If you are interested in donating property or services, please email and briefly describe the gift, its value, any cost that DPAA may incur if the gift was accepted, and any conditions on use of the gift.

A DPAA representative will respond to your email.


The agency holds technical, or consultative, talks with many different countries in a typical year. Generally, we present our requested schedule of investigations and operations in a given host country. We may show them which specific cases we're working on, and why it's important that we visit a certain area at a certain time of the year. We talk about logistics and how we plan to move our teams in-country, and the kind of support we would need from them at the national, provincial, or local levels.
Many factors are related to how recovery sites are prioritized. Weather, terrain challenges, site accessibility, and various logistical and operational concerns help determine the planning and staging of recoveries. The agency is also required to routinely carry out technical negotiations and talks with representatives of foreign governments in order to ensure positive and safe in-country conditions for today's agency service members.

As you can imagine, these efforts do not happen overnight. The agency makes every effort to reach sites in jeopardy as soon as possible, and that too is a factor in prioritization. Some sites are in danger of being lost due to urbanization, and/or environmental, regulatory, or political issues beyond the control of the agency.

We have one Research and Investigation Team (RIT) comprised of 10-14 members who are primarily analysts and linguists. Their job is to research archives in the host nation (museums; government archives; etc); investigate any leads in Last Known Alive cases (still our number one priority); and obtain the oral history from host-nation military and governmental officials that may have broad information about a particular region or battle. They can develop 30-40 new leads through these means.

The agency can also form investigative teams (IT) consisting of four to nine members with specialized skills (team leader, analysts, linguist, medic, and sometimes anthropologists). Their job is to follow up on the leads of the RIT through interviewing potential witnesses, conducting on-site reconnaissance, and surveying terrain for safety and logistical concerns. Their goal is to obtain enough information to correlate or connect a particular site with an MIA. Their findings and recommendations determine what will be scheduled for recovery.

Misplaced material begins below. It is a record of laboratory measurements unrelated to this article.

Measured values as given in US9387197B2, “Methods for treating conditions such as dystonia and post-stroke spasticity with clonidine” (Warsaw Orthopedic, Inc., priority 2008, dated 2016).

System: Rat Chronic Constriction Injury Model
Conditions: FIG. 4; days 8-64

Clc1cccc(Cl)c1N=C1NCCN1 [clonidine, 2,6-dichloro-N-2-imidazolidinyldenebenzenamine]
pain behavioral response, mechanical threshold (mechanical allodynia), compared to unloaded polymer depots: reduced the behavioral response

We have 23 recovery teams (RT) including one underwater and one mountaineering team and will increase each year until 2015. Each team consists of 10-14 people comprised of a forensic anthropologist, team leader and sergeant, linguist, medic, life support technician, communications technician, forensic photographer, explosive ordnance disposal technician, and mortuary affairs specialists. Recovery teams use standard field archaeology methods in the excavation as directed by the on-site anthropologist.
Family members can contact the appropriate Service Casualty Office for more information.
DoD will protect the names and addresses of family members from release. In specific cases where the family member gives written authorization, DoD may release name and address information.
At Family Update meetings, family members receive the option to provide a written statement to release their personal information to fellow attendees. DoD facilitates this release of information to help the families build a network of support.
Once we have an ID, we notify the appropriate service's Casualty Assistance Office. These offices are responsible for notifying the family and making logistics and burial arrangements. They also assist us by searching for families when there are none on record and/or soliciting family for the mtDNA samples we may need.
Typically, the SCO has had contact for years with the primary next of kin on cases that are being worked by agency investigators. When the agency finishes an investigation or an excavation, all of our field work is summarized in an after-action report.